May has been a completely enjoyable reading month. I’ve squeezed in as much reading as I can in between multiple trips to Washington State helping our daughter move and get settled into her new home; helping my husband with his shed building project in our backyard (I’ve always been his construction assistant); trips to the State Legislature with my Moms Demand Action group; and my continuing efforts to get the yard and garden in shape (it still feels like a wilderness area!). I’ve read mostly mysteries, and all have been very enjoyable. I am also half-way through the audiobook of Ken Follett’s Pillars of the Earth, and am almost finished reading Tom Clancy’s Hunt for Red October which I wanted to read before Hubby and I watch the movie again (one of our favorites). I also downloaded the audiobook version (free) of the Mueller Report and am very slowly making my way through it. I feel it is a very important work to read, no matter how long it takes me.
Busy, busy time…and as my friend, Les (Coastal Horizons) said, “Who knew retirement would be so busy!”
Here are the covers of my completed May reads.
My reading time in March was more limited than during the winter months. The nicest reason for that was the arrival of spring blooms and occasional warm-enough days to spend outside cleaning out garden areas, and preparing one area of former garden for the big construction project my husband is undertaking — building a half-garden and half-bicycle shed. That required some transplanting, which we did in the rain.
I also increased my walking time in March, preparing for and then participating in the Shamrock Run in downtown Portland. I was very proud of myself after being relatively sedentary during the cold and icy months. It felt so good to be outside (however soggy) and back in training!
Anyway, I did enjoy my March reading, I just wasn’t as focused on reading projects, which is really OK, I tell myself. And right now, I am happy to have some gardening time (between rainstorms) and as far as my reading goes, I am particularly enjoying reading mysteries again!
Books read in March:
Favorite quote from March reading:
Eugenia Lincoln was very fond of lists. They helped her think. Lists calmed her. They made the world seem orderly and reasonable and manageable, even though the world was none of those things.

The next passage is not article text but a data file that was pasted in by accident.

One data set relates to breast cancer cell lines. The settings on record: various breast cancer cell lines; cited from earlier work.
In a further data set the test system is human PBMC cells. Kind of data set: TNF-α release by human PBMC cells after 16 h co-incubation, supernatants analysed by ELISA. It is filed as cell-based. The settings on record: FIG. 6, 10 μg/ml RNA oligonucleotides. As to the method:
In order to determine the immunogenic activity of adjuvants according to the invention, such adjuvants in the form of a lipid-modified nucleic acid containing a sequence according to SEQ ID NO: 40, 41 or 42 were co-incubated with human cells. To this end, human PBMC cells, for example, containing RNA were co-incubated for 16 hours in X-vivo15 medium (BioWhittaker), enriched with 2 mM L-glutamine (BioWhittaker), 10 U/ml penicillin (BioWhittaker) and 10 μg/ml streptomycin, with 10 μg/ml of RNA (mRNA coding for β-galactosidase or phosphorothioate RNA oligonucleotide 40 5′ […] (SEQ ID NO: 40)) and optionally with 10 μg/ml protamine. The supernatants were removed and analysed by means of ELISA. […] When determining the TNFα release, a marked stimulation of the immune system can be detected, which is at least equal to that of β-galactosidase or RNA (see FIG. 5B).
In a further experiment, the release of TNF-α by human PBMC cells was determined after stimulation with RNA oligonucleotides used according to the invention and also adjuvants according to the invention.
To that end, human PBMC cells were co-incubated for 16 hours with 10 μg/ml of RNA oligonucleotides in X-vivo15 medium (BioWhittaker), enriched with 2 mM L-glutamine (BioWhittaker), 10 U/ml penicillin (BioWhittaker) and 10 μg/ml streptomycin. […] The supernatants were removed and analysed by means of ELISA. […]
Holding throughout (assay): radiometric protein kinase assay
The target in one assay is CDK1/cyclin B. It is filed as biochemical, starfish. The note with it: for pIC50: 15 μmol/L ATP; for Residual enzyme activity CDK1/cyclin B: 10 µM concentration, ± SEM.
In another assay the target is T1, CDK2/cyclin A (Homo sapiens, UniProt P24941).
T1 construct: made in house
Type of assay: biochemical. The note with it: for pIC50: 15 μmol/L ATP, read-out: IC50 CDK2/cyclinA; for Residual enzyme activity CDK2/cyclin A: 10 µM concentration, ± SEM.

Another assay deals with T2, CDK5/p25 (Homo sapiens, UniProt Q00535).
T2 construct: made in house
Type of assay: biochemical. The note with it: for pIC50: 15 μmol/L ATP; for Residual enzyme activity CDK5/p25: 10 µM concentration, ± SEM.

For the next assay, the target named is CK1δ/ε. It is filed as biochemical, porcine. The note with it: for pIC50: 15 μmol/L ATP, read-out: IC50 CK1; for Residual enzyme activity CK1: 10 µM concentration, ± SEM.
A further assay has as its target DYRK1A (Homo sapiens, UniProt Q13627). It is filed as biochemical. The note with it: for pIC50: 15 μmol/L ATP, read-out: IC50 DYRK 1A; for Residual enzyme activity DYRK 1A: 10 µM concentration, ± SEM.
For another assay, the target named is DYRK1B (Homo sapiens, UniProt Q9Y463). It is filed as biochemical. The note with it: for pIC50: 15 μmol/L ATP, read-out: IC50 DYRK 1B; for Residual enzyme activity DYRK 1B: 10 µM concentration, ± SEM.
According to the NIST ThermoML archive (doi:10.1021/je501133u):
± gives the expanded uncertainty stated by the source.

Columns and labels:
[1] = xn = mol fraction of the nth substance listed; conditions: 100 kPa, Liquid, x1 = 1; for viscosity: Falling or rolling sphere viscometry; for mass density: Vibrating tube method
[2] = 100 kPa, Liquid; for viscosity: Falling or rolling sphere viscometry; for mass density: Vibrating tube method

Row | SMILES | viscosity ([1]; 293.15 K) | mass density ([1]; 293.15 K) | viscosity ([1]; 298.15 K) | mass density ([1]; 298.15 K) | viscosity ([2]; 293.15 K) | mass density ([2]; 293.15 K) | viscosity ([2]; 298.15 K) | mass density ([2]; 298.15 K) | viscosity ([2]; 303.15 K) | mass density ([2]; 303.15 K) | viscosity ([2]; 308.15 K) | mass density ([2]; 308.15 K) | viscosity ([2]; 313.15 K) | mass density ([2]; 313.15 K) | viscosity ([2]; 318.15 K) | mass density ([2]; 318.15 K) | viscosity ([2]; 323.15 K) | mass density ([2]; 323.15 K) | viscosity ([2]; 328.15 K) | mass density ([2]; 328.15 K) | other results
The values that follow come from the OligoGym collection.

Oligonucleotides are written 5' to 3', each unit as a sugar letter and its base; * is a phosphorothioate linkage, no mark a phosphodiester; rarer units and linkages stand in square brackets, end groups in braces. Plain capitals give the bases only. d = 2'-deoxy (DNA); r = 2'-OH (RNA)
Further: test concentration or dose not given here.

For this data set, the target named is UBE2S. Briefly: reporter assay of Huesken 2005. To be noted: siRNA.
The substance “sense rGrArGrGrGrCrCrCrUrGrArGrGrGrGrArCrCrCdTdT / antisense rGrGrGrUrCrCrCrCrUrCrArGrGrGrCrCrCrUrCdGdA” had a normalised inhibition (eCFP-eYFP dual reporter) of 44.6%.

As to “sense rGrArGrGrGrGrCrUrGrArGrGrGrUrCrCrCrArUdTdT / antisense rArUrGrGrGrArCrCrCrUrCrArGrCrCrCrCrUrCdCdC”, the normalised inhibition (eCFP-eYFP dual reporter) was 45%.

~ from Eugenia Lincoln and the Unexpected Package, by Kate DiCamillo
Some photos from March:
That’s me in the purple hat.
The month of February turned out to be our real winter this year. January was mild and spring-like. February brought arctic air, snow and ice, many snow days, and dark gray days. Just the thing for staying inside and reading! So I did, and I read a lot this month.
I spent time with a couple of new-to-me mystery series, thanks to recommendations from friends. I’ve been captured by the Ruth Galloway series, by Elly Griffiths, and by the D.I. Nikki Galena series by Joy Ellis. I also revisited an older series that I read many years ago: the Mrs. Pollifax series by Dorothy Gilman. I listened to the first of that series on audiobook, The Unexpected Mrs. Pollifax, and loved it all over again. There’s nothing better than having a good mystery series to enjoy!
For my own celebration of Black History Month, I finished reading Americanah, by Chimamanda Ngozi Adiche, and read Zora Neale Hurston’s Barracoon. Both were beautifully written, powerful and moving stories.
My favorite audiobook of the month was Ken Follett’s Eye of the Needle. My favorite children’s book read this month was Ordinary, Extraordinary Jane Austen, by Deborah Hopkinson.
Quite a varied month for me. The only problem is…I’ve fallen way behind on my review posts! But I will just keep plugging away, one review at a time, and eventually I will catch up, right? Or not! So many books, so little time!